What is normal blood pressure for senior citizens?
Answered by Senior.Housing.Advisor Monday May 21st 2012
Blood pressure is the pressure exerted by circulating blood on the walls of your blood vessels. For each heartbeat blood pressure varies between systolic (when the heart is pumping blood) and diastolic (when the heart is resting between beats) pressures. Systolic is the peak pressure on the arteries and diastolic is the minimal pressure in the arteries. A blood pressure reading gives you the systolic pressure over the diastolic pressure.
High blood pressure is a frequent problem in the elderly and reaches about 15-25% of the over 60 population. As we age, our blood pressure tends to increase because arteries become stiffer. The more the arteries become stiff the more the systolic blood pressure increases compared to the diastolic, which can lead to an unhealthy high blood pressure.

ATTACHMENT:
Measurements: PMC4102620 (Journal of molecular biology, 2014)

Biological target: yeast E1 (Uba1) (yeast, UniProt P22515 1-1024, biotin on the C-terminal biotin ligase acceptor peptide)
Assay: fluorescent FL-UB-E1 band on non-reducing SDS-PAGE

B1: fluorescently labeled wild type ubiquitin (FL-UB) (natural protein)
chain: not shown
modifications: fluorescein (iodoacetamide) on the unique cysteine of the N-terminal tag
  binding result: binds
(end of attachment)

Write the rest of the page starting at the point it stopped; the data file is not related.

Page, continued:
Normal blood pressure for health elderly people is between 90/65 mmHg and 130/90 mmHg. Changes in blood pressure can happen throughout the day in response to activity. High blood pressure in the elderly can be caused by obesity, hardening of the arteries, or kidney disease. Low blood pressure can be caused by dehydration, cardiac disease, or hypothalamic dysfunction.
It is important for senior citizens to monitor their blood pressure to ensure it remains in a normal range. Make sure that you schedule an appointment with your doctor if your blood pressure stays above 130 systolic or 90 diastolic for more than three readings or if it drops below 90 systolic or 65 diastolic for more than one reading.